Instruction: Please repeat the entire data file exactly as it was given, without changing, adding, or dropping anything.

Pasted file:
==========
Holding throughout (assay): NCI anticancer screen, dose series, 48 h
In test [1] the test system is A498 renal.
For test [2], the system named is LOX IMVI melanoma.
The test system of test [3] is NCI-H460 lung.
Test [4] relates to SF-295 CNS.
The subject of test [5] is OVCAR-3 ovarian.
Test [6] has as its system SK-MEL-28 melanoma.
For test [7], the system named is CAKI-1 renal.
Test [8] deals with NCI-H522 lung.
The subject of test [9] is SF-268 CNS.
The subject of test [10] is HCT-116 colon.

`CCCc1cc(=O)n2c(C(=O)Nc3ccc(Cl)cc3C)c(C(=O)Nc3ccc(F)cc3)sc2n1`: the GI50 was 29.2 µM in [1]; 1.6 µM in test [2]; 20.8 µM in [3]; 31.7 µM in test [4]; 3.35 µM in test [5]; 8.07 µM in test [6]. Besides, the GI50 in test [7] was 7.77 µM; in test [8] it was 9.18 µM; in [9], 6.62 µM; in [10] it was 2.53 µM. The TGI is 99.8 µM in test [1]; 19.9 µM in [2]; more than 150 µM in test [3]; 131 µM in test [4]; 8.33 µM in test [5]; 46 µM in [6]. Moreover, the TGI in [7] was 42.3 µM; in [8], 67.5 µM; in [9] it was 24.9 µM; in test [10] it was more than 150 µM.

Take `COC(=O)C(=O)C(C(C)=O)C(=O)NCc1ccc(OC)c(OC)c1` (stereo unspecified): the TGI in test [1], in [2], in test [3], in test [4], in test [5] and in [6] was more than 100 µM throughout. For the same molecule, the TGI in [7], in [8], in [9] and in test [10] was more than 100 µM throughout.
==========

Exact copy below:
Holding throughout (assay): NCI anticancer screen, dose series, 48 h
In test [1] the test system is A498 renal.
For test [2], the system named is LOX IMVI melanoma.
The test system of test [3] is NCI-H460 lung.
Test [4] relates to SF-295 CNS.
The subject of test [5] is OVCAR-3 ovarian.
Test [6] has as its system SK-MEL-28 melanoma.
For test [7], the system named is CAKI-1 renal.
Test [8] deals with NCI-H522 lung.
The subject of test [9] is SF-268 CNS.
The subject of test [10] is HCT-116 colon.

`CCCc1cc(=O)n2c(C(=O)Nc3ccc(Cl)cc3C)c(C(=O)Nc3ccc(F)cc3)sc2n1`: the GI50 was 29.2 µM in [1]; 1.6 µM in test [2]; 20.8 µM in [3]; 31.7 µM in test [4]; 3.35 µM in test [5]; 8.07 µM in test [6]. Besides, the GI50 in test [7] was 7.77 µM; in test [8] it was 9.18 µM; in [9], 6.62 µM; in [10] it was 2.53 µM. The TGI is 99.8 µM in test [1]; 19.9 µM in [2]; more than 150 µM in test [3]; 131 µM in test [4]; 8.33 µM in test [5]; 46 µM in [6]. Moreover, the TGI in [7] was 42.3 µM; in [8], 67.5 µM; in [9] it was 24.9 µM; in test [10] it was more than 150 µM.

Take `COC(=O)C(=O)C(C(C)=O)C(=O)NCc1ccc(OC)c(OC)c1` (stereo unspecified): the TGI in test [1], in [2], in test [3], in test [4], in test [5] and in [6] was more than 100 µM throughout. For the same molecule, the TGI in [7], in [8], in [9] and in test [10] was more than 100 µM throughout.